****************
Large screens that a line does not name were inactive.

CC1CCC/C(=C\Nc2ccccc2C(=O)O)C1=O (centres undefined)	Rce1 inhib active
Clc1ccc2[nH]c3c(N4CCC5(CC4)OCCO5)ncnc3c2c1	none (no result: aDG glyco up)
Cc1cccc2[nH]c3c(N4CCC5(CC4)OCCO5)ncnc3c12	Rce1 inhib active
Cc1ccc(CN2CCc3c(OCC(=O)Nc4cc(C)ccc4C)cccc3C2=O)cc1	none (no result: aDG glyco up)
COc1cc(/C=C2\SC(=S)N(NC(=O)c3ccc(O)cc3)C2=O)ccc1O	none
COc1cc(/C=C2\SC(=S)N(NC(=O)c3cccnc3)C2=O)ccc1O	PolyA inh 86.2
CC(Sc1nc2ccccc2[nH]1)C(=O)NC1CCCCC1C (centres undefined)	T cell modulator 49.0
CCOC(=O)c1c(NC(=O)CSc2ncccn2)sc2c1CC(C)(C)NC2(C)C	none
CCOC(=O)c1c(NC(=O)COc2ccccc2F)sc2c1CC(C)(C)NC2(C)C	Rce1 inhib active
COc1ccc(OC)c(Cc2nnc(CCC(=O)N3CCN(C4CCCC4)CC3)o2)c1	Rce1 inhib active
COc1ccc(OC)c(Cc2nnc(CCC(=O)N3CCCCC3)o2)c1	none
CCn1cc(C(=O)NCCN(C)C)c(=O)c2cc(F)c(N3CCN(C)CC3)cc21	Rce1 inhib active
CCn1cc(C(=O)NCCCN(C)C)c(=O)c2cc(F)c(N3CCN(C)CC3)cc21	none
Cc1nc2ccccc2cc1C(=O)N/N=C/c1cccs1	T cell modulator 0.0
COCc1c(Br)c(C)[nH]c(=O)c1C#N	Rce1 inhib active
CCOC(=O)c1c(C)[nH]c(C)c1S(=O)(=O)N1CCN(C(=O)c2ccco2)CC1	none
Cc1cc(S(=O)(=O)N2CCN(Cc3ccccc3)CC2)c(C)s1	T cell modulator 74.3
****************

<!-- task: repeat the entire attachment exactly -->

Large screens that a line does not name were inactive.

CC1CCC/C(=C\Nc2ccccc2C(=O)O)C1=O (centres undefined)	Rce1 inhib active
Clc1ccc2[nH]c3c(N4CCC5(CC4)OCCO5)ncnc3c2c1	none (no result: aDG glyco up)
Cc1cccc2[nH]c3c(N4CCC5(CC4)OCCO5)ncnc3c12	Rce1 inhib active
Cc1ccc(CN2CCc3c(OCC(=O)Nc4cc(C)ccc4C)cccc3C2=O)cc1	none (no result: aDG glyco up)
COc1cc(/C=C2\SC(=S)N(NC(=O)c3ccc(O)cc3)C2=O)ccc1O	none
COc1cc(/C=C2\SC(=S)N(NC(=O)c3cccnc3)C2=O)ccc1O	PolyA inh 86.2
CC(Sc1nc2ccccc2[nH]1)C(=O)NC1CCCCC1C (centres undefined)	T cell modulator 49.0
CCOC(=O)c1c(NC(=O)CSc2ncccn2)sc2c1CC(C)(C)NC2(C)C	none
CCOC(=O)c1c(NC(=O)COc2ccccc2F)sc2c1CC(C)(C)NC2(C)C	Rce1 inhib active
COc1ccc(OC)c(Cc2nnc(CCC(=O)N3CCN(C4CCCC4)CC3)o2)c1	Rce1 inhib active
COc1ccc(OC)c(Cc2nnc(CCC(=O)N3CCCCC3)o2)c1	none
CCn1cc(C(=O)NCCN(C)C)c(=O)c2cc(F)c(N3CCN(C)CC3)cc21	Rce1 inhib active
CCn1cc(C(=O)NCCCN(C)C)c(=O)c2cc(F)c(N3CCN(C)CC3)cc21	none
Cc1nc2ccccc2cc1C(=O)N/N=C/c1cccs1	T cell modulator 0.0
COCc1c(Br)c(C)[nH]c(=O)c1C#N	Rce1 inhib active
CCOC(=O)c1c(C)[nH]c(C)c1S(=O)(=O)N1CCN(C(=O)c2ccco2)CC1	none
Cc1cc(S(=O)(=O)N2CCN(Cc3ccccc3)CC2)c(C)s1	T cell modulator 74.3